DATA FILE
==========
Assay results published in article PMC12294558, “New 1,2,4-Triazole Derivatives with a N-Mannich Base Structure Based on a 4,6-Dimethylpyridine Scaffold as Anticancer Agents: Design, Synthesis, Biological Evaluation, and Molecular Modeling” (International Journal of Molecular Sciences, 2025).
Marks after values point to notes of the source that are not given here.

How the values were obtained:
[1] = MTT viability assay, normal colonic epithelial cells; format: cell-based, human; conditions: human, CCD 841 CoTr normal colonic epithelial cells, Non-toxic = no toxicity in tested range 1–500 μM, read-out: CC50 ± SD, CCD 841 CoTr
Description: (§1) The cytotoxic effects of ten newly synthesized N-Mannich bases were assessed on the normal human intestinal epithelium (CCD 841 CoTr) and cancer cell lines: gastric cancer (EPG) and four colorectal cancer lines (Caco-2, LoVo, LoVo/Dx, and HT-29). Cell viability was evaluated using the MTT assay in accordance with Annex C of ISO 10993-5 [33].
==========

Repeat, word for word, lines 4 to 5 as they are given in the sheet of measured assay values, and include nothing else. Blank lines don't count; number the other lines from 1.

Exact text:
[1] = MTT viability assay, normal colonic epithelial cells; format: cell-based, human; conditions: human, CCD 841 CoTr normal colonic epithelial cells, Non-toxic = no toxicity in tested range 1–500 μM, read-out: CC50 ± SD, CCD 841 CoTr
Description: (§1) The cytotoxic effects of ten newly synthesized N-Mannich bases were assessed on the normal human intestinal epithelium (CCD 841 CoTr) and cancer cell lines: gastric cancer (EPG) and four colorectal cancer lines (Caco-2, LoVo, LoVo/Dx, and HT-29). Cell viability was evaluated using the MTT assay in accordance with Annex C of ISO 10993-5 [33].